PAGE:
Monitoring water quality
What is water quality monitoring and what monitoring, and reporting are drinking water suppliers required to do?
Drinking water suppliers need to monitor drinking water quality to confirm that drinking water won’t cause a serious risk of illness or harm to the people who consume it. This includes sampling and testing water and checking to make sure that systems and equipment are calibrated and working correctly.
Water quality monitoring is essential to ensure that the drinking water you supply is safe.
Drinking water standards and compliance rules
The Drinking-water Standards for New Zealand provide requirements for drinking water safety by specifying the:
- maximum amounts of substances, organisms, contaminants or residues that may be present in drinking-water (generally referred to as Maximum Acceptable Values or MAVs)
- criteria for demonstrating compliance with the Standards
- remedial action to be taken in the event of non-compliance with the different aspects of the Standards.
Taumata Arowai intends to replace these standards with new Drinking Water Standards and Drinking Water Quality Assurance Rules made under the Water Services Act 2021. One of the key differences from the existing Drinking-water Standards for New Zealand is that we propose to separate the rules and aesthetic values components out from the MAVs.
We plan to consult on the proposed new Drinking Water Standards and Drinking Water Quality Assurance Rules.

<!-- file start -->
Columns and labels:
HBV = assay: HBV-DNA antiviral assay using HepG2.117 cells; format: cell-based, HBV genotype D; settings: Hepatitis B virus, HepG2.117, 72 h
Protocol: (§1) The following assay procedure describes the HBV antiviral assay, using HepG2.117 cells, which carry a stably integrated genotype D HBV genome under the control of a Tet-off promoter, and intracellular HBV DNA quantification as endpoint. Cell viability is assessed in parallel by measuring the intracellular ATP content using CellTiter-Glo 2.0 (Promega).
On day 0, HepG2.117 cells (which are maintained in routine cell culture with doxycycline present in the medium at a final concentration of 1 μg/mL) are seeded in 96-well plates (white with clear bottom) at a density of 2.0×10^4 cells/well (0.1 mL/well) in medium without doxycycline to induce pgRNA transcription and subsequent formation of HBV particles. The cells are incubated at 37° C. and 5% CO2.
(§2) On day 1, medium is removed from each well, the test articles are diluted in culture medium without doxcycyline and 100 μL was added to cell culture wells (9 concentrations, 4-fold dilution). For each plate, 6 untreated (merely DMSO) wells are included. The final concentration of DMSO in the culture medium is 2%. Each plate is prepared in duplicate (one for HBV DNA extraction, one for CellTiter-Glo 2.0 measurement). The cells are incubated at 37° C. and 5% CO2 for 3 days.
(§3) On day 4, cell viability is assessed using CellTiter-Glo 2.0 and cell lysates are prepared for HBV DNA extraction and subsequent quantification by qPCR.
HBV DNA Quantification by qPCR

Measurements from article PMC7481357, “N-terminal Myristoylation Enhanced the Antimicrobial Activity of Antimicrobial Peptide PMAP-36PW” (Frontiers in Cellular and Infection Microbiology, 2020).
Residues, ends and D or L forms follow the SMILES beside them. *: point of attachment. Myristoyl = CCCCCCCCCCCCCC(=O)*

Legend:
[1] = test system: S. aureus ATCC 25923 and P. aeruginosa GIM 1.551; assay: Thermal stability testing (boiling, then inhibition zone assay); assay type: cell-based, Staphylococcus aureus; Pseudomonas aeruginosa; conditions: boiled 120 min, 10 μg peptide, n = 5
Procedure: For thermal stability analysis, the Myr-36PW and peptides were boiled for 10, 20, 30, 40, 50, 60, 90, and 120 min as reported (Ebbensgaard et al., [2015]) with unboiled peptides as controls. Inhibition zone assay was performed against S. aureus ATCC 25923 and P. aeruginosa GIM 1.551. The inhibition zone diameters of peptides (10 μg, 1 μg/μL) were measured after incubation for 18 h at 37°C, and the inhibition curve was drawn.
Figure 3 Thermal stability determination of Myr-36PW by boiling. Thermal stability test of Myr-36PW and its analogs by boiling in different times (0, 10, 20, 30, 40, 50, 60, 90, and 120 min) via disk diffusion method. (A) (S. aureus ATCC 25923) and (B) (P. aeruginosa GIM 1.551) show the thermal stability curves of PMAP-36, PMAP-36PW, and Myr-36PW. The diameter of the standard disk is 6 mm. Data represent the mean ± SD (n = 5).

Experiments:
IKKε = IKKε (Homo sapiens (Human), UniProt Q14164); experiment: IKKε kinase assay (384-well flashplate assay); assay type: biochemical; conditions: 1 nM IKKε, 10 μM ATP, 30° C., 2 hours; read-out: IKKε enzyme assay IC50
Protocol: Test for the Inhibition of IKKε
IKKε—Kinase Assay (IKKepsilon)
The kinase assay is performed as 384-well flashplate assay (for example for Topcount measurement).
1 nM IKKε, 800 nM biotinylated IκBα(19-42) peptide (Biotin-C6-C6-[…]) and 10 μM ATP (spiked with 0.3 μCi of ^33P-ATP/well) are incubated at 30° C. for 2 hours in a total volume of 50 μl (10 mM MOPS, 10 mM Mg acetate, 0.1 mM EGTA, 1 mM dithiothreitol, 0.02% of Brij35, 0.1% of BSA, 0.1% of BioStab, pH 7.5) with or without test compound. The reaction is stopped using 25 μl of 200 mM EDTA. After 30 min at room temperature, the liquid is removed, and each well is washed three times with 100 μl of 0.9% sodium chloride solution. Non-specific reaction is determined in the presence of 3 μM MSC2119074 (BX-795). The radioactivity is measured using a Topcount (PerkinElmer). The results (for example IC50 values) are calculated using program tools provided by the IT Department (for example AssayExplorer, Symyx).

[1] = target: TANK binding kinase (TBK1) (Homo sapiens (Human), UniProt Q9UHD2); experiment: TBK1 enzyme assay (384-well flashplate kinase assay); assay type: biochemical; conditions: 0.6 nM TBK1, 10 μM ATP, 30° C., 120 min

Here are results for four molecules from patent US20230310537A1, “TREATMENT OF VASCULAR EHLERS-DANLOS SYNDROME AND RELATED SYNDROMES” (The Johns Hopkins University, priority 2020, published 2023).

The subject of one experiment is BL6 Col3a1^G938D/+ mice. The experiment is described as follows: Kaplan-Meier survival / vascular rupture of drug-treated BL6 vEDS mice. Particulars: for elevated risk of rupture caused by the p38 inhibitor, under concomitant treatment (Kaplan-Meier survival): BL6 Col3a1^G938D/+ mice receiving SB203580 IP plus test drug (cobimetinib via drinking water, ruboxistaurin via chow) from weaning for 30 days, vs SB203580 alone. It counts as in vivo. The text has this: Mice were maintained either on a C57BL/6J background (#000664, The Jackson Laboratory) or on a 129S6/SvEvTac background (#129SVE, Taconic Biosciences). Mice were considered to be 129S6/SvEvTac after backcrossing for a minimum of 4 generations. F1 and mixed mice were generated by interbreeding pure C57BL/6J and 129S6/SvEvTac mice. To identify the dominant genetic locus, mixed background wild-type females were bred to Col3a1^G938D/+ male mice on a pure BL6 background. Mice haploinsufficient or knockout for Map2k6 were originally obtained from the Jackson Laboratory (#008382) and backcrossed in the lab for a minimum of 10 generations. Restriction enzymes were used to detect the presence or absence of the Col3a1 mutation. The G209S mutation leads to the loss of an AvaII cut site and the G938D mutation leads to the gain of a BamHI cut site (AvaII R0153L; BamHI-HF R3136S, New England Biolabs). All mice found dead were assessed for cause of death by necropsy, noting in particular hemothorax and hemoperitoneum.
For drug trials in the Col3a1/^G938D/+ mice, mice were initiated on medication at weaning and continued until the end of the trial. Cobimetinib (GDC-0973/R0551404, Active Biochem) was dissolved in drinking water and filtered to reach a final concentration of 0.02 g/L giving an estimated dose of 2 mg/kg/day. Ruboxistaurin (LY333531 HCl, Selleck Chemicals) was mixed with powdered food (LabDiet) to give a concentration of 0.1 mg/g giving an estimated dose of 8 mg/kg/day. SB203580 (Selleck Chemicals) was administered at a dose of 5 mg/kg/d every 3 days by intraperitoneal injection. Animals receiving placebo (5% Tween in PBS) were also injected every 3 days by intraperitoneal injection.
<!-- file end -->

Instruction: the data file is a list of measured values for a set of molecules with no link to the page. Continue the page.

All registered drinking water suppliers must ensure the water they supply is safe and that it complies with the current drinking water standards.
You must also use an accredited laboratory to analyse source water, raw water, and drinking water as part of any monitoring requirements in your drinking water safety plan (which includes any approved water safety plan carried over from the Health Act 1956).
You don’t have to routinely provide Taumata Arowai all of your monitoring results. However, you must keep records of your monitoring results and provide them to Taumata Arowai if we ask for them.
Reporting requirements will change when new Drinking Water Quality Assurance Rules are introduced. We expect these rules to be in place from July 2022. Information will be provided on the new reporting requirements closer to that time.
For now, if you believe drinking water you have supplied is or may be unsafe, or doesn’t comply with the drinking water standards, you must act immediately to prevent harm or illness. This includes telling affected consumers what has happened and what they can do to keep safe (for example, by boiling their drinking water). You must also notify Taumata Arowai.